Herbs & Plants

Bursaria spinosa

Botanical Name: Bursaria spinosa
Family: Pittosporaceae
Domain: Eukaryota
Kingdom: Plantae
Order: Apiales
Genus: Bursaria
Species: B. spinosa

*Itea spinosa Andrews
*Cyrilla spinosa (Andrews) Spreng

Common Names: Christmas Bush, Sweet Bursaria

Habitat: Bursaria spinosa is native to Australia – New South Wales, Tasmania, Victoria. It grows in forests and open places, but avoiding arid areas, in loamy soils, stony hills and on riverbanks, probably at its best near the coast.

Bursaria spinosa has a variable habit, and can grow anywhere from 1 to 12 m high. The dark grey bark is furrowed. The smooth branches are sometimes armed with thorns, and the leaves are arranged alternately along the stems or clustered around the nodes and have a pine-like fragrance when bruised. Linear to oval or wedge-shaped (ovate, obovate or cuneate), they are 2–4.3 cm long and 0.3–1.2 cm wide with a rounded apex. The fragrant flowers can occur at any time of year, but mainly appear in the summer. They are arranged in leafy pyramid-shaped panicles.


Requires a well-drained moisture retentive soil in full sun[200]. This species only succeeds outdoors in Britain in the mildest areas of the country. Plants are hardy to at least -7°c in Australian gardens, though this cannot be translated directly to British gardens due to our cooler summers and longer, colder and wetter winters. They require a warm south or south-west facing wall in Britain, succeeding in areas where frosts are light and short lived. A good bee plant, the flowers are sweetly fragrant. Very ornamental

Seed – sow spring in a greenhouse. It does not require pre-treatment. When large enough to handle, prick the plants out into individual pots. Grow on the young plants for at least the first winter in a greenhouse and plant out in late spring or early summer. Consider giving the plants some protection from winter cold for at least their first winter outdoors. Cuttings of half-ripe wood, July/August in a frame. They require a little bottom heat if they are to root well.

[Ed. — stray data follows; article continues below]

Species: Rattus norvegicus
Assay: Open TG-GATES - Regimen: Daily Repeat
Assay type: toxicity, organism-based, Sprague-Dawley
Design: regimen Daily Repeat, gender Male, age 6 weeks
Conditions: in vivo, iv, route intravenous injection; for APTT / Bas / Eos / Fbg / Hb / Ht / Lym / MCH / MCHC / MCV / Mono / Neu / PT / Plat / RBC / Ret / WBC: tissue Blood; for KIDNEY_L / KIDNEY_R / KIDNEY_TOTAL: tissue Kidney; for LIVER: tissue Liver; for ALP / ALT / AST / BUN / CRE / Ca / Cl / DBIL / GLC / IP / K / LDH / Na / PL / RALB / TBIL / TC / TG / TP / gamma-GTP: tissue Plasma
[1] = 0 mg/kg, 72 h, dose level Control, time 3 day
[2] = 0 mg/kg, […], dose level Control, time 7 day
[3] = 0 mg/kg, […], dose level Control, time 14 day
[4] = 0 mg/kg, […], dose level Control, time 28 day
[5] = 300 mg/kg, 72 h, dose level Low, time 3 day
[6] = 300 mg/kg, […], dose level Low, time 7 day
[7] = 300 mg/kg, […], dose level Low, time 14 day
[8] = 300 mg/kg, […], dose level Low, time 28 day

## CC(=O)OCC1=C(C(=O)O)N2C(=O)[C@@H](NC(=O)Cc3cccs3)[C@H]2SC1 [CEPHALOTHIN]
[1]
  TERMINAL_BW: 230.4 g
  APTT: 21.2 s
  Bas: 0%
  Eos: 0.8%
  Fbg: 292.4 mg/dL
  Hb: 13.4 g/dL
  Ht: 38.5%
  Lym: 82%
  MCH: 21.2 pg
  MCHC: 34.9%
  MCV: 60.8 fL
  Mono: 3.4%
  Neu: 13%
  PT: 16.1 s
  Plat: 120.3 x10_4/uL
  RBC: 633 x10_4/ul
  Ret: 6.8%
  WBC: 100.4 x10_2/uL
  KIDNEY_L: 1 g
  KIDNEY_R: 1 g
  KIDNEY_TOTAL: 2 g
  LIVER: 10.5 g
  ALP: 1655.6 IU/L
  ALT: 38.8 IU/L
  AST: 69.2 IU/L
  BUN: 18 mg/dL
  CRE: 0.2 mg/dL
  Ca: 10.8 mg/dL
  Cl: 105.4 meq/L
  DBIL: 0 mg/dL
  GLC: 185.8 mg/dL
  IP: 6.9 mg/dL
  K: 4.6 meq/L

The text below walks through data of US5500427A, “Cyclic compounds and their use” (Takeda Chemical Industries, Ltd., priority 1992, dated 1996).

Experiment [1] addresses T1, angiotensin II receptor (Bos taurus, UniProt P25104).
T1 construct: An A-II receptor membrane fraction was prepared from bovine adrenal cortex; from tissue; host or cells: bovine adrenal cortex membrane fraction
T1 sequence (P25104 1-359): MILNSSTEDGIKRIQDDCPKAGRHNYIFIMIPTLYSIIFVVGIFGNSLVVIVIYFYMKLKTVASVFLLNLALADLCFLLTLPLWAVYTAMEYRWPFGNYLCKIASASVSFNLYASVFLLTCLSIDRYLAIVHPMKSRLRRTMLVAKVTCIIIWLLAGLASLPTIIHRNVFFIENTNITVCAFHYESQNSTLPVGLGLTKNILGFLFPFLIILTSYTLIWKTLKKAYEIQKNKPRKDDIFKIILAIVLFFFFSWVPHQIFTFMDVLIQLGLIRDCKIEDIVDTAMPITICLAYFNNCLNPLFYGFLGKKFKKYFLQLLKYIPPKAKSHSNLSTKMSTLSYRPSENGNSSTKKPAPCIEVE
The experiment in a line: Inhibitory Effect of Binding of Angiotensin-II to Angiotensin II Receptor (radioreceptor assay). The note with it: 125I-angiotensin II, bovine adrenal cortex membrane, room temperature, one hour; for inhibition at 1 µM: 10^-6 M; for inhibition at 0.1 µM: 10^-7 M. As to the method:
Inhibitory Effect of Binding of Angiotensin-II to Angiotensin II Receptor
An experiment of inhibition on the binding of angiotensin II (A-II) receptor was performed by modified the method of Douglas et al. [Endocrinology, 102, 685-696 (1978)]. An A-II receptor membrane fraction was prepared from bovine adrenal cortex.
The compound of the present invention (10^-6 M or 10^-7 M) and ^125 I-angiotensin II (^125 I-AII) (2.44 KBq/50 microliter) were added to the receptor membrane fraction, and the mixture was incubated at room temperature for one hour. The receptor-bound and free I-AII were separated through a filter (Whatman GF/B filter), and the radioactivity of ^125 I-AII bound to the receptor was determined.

Medicinal Uses: Skin. The leaves contain the coumarin ‘aesculin’ – this is used in the treatment of lupus by irradiation and as a screen from ultra-violet light in suntan lotions. Leaves contain the coumarin ‘aesculin’ which is used in the treatment of lupus by irradiation and as an ultraviolet radiation screen in suntan lotions.

Other Uses:
Plants can be grown as a hedge in mild climates. Wood – tough, hard, close grained, easily worked. Used for tool handles, cabinet making etc
Bursaria spinosa provides nectar for butterflies and a haven for small birds. It is an important food plant for several species of butterflies and moths, particularly those of the genus Paralucia, and native bees.

Disclaimer : The information presented herein is intended for educational purposes only. Individual results may vary, and before using any supplement, it is always advisable to consult with your own health care provider.



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